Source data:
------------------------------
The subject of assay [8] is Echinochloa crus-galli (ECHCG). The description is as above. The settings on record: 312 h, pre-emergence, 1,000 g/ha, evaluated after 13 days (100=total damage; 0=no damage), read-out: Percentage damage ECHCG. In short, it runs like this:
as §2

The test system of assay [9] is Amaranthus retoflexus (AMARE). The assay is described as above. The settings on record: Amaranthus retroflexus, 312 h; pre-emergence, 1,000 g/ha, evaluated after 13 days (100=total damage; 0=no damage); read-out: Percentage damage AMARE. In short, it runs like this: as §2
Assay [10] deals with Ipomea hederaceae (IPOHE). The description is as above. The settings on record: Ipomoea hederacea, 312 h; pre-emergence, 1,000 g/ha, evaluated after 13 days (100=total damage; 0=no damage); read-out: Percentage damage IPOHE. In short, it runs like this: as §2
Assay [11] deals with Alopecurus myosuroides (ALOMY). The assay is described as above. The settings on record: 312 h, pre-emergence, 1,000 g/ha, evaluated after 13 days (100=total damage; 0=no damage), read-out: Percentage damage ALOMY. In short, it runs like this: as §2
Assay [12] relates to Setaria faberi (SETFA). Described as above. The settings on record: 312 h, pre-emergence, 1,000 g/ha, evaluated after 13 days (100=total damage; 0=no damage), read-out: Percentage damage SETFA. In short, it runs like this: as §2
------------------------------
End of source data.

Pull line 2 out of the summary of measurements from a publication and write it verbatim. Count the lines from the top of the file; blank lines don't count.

as §2